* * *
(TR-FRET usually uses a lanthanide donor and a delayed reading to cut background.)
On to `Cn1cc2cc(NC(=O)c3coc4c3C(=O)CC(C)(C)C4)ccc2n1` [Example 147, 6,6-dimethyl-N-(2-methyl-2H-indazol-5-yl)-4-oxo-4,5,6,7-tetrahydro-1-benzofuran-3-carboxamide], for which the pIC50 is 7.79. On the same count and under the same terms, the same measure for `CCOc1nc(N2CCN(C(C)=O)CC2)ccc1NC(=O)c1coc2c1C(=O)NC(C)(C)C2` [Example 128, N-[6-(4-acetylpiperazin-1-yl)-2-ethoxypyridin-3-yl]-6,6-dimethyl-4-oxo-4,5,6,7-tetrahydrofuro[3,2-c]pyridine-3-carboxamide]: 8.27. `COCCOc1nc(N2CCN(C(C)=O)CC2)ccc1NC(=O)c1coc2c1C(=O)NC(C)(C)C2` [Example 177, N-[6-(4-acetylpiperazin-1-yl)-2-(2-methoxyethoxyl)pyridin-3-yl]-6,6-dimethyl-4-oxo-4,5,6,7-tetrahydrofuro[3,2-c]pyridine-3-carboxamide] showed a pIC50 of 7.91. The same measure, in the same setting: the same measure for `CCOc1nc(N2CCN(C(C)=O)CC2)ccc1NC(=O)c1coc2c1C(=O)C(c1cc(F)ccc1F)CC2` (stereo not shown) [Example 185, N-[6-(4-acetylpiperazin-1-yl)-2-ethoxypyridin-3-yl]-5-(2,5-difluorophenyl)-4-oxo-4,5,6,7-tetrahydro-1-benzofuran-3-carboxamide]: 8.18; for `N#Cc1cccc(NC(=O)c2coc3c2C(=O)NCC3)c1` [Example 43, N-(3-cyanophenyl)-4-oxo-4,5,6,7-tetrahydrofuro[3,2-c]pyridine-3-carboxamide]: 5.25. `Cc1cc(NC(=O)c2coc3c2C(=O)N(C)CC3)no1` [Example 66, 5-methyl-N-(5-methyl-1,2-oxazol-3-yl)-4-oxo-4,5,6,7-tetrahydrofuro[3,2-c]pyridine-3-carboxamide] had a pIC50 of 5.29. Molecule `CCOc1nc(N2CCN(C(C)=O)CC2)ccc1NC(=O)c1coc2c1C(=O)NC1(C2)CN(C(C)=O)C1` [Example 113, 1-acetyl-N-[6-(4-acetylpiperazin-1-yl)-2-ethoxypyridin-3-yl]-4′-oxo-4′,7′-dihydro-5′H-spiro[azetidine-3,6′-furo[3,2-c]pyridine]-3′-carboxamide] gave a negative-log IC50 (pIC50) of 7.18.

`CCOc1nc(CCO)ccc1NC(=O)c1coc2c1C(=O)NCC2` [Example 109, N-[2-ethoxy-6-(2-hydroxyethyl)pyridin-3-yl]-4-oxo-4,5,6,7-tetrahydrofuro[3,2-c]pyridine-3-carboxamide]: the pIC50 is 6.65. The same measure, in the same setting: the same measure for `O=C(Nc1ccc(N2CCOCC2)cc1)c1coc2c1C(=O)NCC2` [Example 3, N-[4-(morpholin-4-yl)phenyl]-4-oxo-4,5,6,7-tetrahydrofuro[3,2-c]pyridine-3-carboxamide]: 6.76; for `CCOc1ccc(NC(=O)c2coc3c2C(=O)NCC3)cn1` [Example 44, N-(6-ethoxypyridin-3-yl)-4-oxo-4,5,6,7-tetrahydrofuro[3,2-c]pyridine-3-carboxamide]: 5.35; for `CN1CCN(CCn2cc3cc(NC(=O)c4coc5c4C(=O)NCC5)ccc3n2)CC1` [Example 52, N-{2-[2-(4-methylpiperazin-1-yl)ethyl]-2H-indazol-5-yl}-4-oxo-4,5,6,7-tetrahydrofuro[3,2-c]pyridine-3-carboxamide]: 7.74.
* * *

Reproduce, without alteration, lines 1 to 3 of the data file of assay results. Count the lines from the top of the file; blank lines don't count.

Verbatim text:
(TR-FRET usually uses a lanthanide donor and a delayed reading to cut background.)
On to `Cn1cc2cc(NC(=O)c3coc4c3C(=O)CC(C)(C)C4)ccc2n1` [Example 147, 6,6-dimethyl-N-(2-methyl-2H-indazol-5-yl)-4-oxo-4,5,6,7-tetrahydro-1-benzofuran-3-carboxamide], for which the pIC50 is 7.79. On the same count and under the same terms, the same measure for `CCOc1nc(N2CCN(C(C)=O)CC2)ccc1NC(=O)c1coc2c1C(=O)NC(C)(C)C2` [Example 128, N-[6-(4-acetylpiperazin-1-yl)-2-ethoxypyridin-3-yl]-6,6-dimethyl-4-oxo-4,5,6,7-tetrahydrofuro[3,2-c]pyridine-3-carboxamide]: 8.27. `COCCOc1nc(N2CCN(C(C)=O)CC2)ccc1NC(=O)c1coc2c1C(=O)NC(C)(C)C2` [Example 177, N-[6-(4-acetylpiperazin-1-yl)-2-(2-methoxyethoxyl)pyridin-3-yl]-6,6-dimethyl-4-oxo-4,5,6,7-tetrahydrofuro[3,2-c]pyridine-3-carboxamide] showed a pIC50 of 7.91. The same measure, in the same setting: the same measure for `CCOc1nc(N2CCN(C(C)=O)CC2)ccc1NC(=O)c1coc2c1C(=O)C(c1cc(F)ccc1F)CC2` (stereo not shown) [Example 185, N-[6-(4-acetylpiperazin-1-yl)-2-ethoxypyridin-3-yl]-5-(2,5-difluorophenyl)-4-oxo-4,5,6,7-tetrahydro-1-benzofuran-3-carboxamide]: 8.18; for `N#Cc1cccc(NC(=O)c2coc3c2C(=O)NCC3)c1` [Example 43, N-(3-cyanophenyl)-4-oxo-4,5,6,7-tetrahydrofuro[3,2-c]pyridine-3-carboxamide]: 5.25. `Cc1cc(NC(=O)c2coc3c2C(=O)N(C)CC3)no1` [Example 66, 5-methyl-N-(5-methyl-1,2-oxazol-3-yl)-4-oxo-4,5,6,7-tetrahydrofuro[3,2-c]pyridine-3-carboxamide] had a pIC50 of 5.29. Molecule `CCOc1nc(N2CCN(C(C)=O)CC2)ccc1NC(=O)c1coc2c1C(=O)NC1(C2)CN(C(C)=O)C1` [Example 113, 1-acetyl-N-[6-(4-acetylpiperazin-1-yl)-2-ethoxypyridin-3-yl]-4′-oxo-4′,7′-dihydro-5′H-spiro[azetidine-3,6′-furo[3,2-c]pyridine]-3′-carboxamide] gave a negative-log IC50 (pIC50) of 7.18.

`CCOc1nc(CCO)ccc1NC(=O)c1coc2c1C(=O)NCC2` [Example 109, N-[2-ethoxy-6-(2-hydroxyethyl)pyridin-3-yl]-4-oxo-4,5,6,7-tetrahydrofuro[3,2-c]pyridine-3-carboxamide]: the pIC50 is 6.65. The same measure, in the same setting: the same measure for `O=C(Nc1ccc(N2CCOCC2)cc1)c1coc2c1C(=O)NCC2` [Example 3, N-[4-(morpholin-4-yl)phenyl]-4-oxo-4,5,6,7-tetrahydrofuro[3,2-c]pyridine-3-carboxamide]: 6.76; for `CCOc1ccc(NC(=O)c2coc3c2C(=O)NCC3)cn1` [Example 44, N-(6-ethoxypyridin-3-yl)-4-oxo-4,5,6,7-tetrahydrofuro[3,2-c]pyridine-3-carboxamide]: 5.35; for `CN1CCN(CCn2cc3cc(NC(=O)c4coc5c4C(=O)NCC5)ccc3n2)CC1` [Example 52, N-{2-[2-(4-methylpiperazin-1-yl)ethyl]-2H-indazol-5-yl}-4-oxo-4,5,6,7-tetrahydrofuro[3,2-c]pyridine-3-carboxamide]: 7.74.